Great news, Pascal fans. After a lengthy hiatus, the cross-platform Free Pascal has emerged with an array of new features and new targets.
Version 3.2.0 of Free Pascal has arrived in the 50th anniversary year of the Pascal language with new features and compiler targets, including Aarch64 and the venerable 16-bit Windows.
While it uses its own dialect of Object Pascal, fans of Delphi and Turbo Pascal should feel at home. Free Pascal has also continued rolling while the likes of GNU Pascal seem to have stalled somewhat.
It has been almost five years since the last major release (3.0) and well over a year since the last point release of the Free Pascal Compiler (3.0.4) during which time it celebrated a milestone of its own in the form of 25 years since things first kicked off 1993.
This’ll make you feel old: Uni compsci favourite Pascal hits the big five-oh this year
The new release is chock-full of features, including improved Dynamic Array support and management operators for record types. As well as AArch64 and (wonderfully) the 16-bit world of Windows 3.0 (and later), the Android x86_64 and Linux PowerPC64 targets have also been added. Otherwise, the occasionally eclectic list of targets remains, including the usual suspects (Windows and macOS) as well as the likes of Nintendo DS, WinCE and OS/2.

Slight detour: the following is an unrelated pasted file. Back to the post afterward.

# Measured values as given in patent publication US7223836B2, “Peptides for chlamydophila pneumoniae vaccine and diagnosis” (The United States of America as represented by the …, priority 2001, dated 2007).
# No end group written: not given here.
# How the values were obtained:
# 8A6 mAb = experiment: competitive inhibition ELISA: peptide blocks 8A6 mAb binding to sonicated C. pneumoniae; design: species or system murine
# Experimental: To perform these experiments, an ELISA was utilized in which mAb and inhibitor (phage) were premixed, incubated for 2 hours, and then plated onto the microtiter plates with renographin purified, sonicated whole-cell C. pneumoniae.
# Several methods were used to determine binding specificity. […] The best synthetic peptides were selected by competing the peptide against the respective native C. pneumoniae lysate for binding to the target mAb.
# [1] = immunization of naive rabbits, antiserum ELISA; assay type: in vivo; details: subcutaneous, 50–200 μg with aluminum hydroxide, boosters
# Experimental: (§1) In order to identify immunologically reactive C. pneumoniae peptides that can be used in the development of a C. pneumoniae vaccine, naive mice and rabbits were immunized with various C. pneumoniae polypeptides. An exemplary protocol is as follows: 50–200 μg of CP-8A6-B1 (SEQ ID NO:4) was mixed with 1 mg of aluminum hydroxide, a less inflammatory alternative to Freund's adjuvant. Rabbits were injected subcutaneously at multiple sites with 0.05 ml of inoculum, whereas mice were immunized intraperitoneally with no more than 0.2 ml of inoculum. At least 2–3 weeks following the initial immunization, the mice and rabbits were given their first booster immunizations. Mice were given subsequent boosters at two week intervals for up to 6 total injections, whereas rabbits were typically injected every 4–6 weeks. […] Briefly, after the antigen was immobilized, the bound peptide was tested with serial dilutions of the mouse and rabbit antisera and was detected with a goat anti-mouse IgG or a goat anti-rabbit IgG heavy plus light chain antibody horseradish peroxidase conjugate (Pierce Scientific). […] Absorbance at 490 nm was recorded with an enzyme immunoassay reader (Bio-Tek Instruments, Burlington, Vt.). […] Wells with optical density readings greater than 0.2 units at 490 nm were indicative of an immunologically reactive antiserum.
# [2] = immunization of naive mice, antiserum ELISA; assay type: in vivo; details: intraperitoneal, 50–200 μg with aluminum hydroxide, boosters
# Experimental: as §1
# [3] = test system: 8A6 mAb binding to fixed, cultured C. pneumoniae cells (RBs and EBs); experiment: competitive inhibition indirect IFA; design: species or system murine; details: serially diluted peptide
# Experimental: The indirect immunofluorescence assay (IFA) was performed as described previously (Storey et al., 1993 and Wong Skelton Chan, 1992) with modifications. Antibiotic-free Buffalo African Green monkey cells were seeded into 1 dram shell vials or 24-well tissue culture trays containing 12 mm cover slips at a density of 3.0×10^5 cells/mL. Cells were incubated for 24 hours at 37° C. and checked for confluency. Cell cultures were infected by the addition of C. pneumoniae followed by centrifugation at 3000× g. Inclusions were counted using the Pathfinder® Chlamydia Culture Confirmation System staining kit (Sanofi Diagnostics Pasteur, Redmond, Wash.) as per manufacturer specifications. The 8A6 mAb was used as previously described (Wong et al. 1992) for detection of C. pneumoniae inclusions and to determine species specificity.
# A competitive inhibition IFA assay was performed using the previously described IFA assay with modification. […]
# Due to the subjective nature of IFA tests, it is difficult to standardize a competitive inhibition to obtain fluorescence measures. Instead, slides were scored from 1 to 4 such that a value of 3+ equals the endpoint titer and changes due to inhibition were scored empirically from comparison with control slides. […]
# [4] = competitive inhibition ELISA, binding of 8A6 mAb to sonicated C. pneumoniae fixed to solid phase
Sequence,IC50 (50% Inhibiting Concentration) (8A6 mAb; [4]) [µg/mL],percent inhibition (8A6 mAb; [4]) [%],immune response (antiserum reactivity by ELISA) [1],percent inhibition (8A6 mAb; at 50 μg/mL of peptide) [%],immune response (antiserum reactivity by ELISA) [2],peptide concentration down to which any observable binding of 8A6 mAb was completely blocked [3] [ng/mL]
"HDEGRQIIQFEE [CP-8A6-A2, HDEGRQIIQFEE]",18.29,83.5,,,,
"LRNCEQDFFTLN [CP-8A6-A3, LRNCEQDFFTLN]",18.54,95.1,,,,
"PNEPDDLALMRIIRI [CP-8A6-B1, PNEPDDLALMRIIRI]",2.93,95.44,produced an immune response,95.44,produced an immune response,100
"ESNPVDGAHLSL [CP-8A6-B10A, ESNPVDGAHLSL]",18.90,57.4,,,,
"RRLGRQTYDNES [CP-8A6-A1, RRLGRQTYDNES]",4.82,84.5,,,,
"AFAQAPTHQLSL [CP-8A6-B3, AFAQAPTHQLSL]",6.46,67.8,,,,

We took the update for a spin, and were delighted to see our old warhorse “Hello World” app compile. A retro text-based IDE is available for those who would prefer to steer clear of the full command line experience, and an extension exists for Visual Studio to add Pascal support, although it does need to be pointed at the location of
fpc.exe to do its thing.
We stuck with the command line for old time’s sake and found the compiler both speedy and stable, although we couldn’t check out the claimed Win16 support (it is currently experimental and requires cross compilation from Win32 or Win64.) As with previous versions, it is also possible to drop back into Turbo Pascal compatibility mode.
A new release of Free Pascal is to be welcomed, particularly since it is now more than half as old as Pascal itself. Hopefully it will not take another five years before the next major update. ®
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